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HCC Documentation

The Holland Computing Center supports a diverse collection of research computing hardware.  Anyone in the University of Nebraska system is welcome to apply for an account on HCC machines.

Access to these resources is by default shared with the rest of the user community via various job schedulers. These policies may be found on the pages for the various resources. Alternatively, a user may buy into an existing resource, acquiring ‘priority access’. Finally, several machines are available via Condor for opportunistic use. This will allow users almost immediate access, but the job is subject to preemption.

Getting Started

To begin using HCC resources:

  1. Set up your HCC account
  2. Connect to HCC Clusters
  3. Transfer data to HCC Clusters
  4. Check software availability
  5. Submit jobs on HCC Clusters

Which Cluster to Use?

Crane: Crane is the newest and most powerful HCC resource . If you are new to using HCC resources, Crane is the recommended cluster to use initially.  Limitations: Crane has only 2 CPU/16 cores and 64GB RAM per node. CraneOPA has 2 CPU/36 cores with a maximum of 512GB RAM per node.

Rhino: Rhino is intended for large memory (RAM) computing needs. Rhino has 4 AMD Interlagos CPUs (64 cores) per node, with either 192GB or 256GB RAM per node in the default partition. For extremely large RAM needs, there is also a ‘highmem’ partition with 2 x 512GB and 2 x 1TB nodes.

Important Notes

  • The Crane and Rhino clusters are separate. But, they are similar enough that submission scripts on whichever one will work on another, and vice versa (excluding GPU resources and some combinations of RAM/core requests).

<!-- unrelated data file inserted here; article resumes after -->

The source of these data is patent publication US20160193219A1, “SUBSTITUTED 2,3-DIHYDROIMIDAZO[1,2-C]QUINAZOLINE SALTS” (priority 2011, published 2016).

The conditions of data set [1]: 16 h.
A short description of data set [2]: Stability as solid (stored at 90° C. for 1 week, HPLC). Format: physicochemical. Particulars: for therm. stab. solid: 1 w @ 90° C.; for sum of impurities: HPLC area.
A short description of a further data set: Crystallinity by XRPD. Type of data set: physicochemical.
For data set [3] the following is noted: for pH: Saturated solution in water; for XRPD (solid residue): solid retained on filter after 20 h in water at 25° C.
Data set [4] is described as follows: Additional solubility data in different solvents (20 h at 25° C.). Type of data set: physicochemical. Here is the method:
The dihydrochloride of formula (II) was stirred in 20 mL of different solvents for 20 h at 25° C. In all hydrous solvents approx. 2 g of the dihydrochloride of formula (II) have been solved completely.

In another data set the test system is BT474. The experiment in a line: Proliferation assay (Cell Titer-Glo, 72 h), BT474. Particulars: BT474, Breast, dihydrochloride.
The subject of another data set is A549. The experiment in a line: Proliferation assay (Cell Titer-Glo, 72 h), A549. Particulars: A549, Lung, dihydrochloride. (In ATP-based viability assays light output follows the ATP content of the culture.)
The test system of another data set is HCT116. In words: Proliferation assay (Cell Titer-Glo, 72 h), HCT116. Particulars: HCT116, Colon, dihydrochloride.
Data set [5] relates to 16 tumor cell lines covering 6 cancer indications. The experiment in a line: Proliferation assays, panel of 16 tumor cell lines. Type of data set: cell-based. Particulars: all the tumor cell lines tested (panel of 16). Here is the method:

• The worker nodes cannot write to the /home directories. You must use your /work directory for processing in your job. You may access your work directory by using the command:
    $ cd $WORK

Resources

  • Crane - HCC’s newest machine, Crane has 7232 Intel Xeon cores in 452 nodes with 64GB RAM per node.
  • Rhino - HCC’s AMD-based cluster, intended for large RAM computing needs.
  • Red - This cluster is the resource for UNL’s USCMS Tier-2 site.
  • Anvil - HCC’s cloud computing cluster based on Openstack
  • Glidein - A gateway to running jobs on the OSG, a collection of computing resources across the US.

Resource Capabilities

Cluster Overview Processors RAM* Connection Storage
Crane 572 node LINUX cluster 452 Intel Xeon E5-2670 2.60GHz 2 CPU/16 cores per node

120 Intel Xeon E5-2697 v4 2.3GHz, 2 CPU/36 cores per node

(“CraneOPA”)
452 nodes @ 62.5GB

79 nodes @ 250GB

37 nodes @ 500GB

4 nodes @ 15000GB
QDR Infiniband

EDR Omni-Path Architecture
~1.8 TB local scratch per node

~4 TB local scratch per node

~1452 TB shared Lustre storage
Rhino 110 node LINUX cluster 110 AMD Interlagos CPUs (6272 / 6376), 4 CPU/64 cores per node 106 nodes @ 187.5GB/250GB

2 nodes @ 500GB

2 nodes @ 994GB
QDR Infiniband ~1.5TB local scratch per node

~360TB shared BeeGFS storage
Red 344 node LINUX cluster Various Xeon and Opteron processors 7,280 cores maximum, actual number of job slots depends on RAM usage 1.5-4GB RAM per job slot 1Gb, 10Gb, and 40Gb Ethernet ~10.8PB of raw storage space
Anvil 76 Compute nodes (Partially used for cloud, the rest used for general computing), 12 Storage nodes, 2 Network nodes Openstack cloud 76 Intel Xeon E5-2650 v3 2.30GHz 2 CPU/20 cores per node 76 nodes @ 256GB 10Gb Ethernet 528 TB Ceph shared storage (349TB available now)

* Due to overhead for the operating system and hardware, the maximum available memory is lower than the total installed memory. Requesting more may result in your job not running, being delayed, or running on a smaller number of nodes.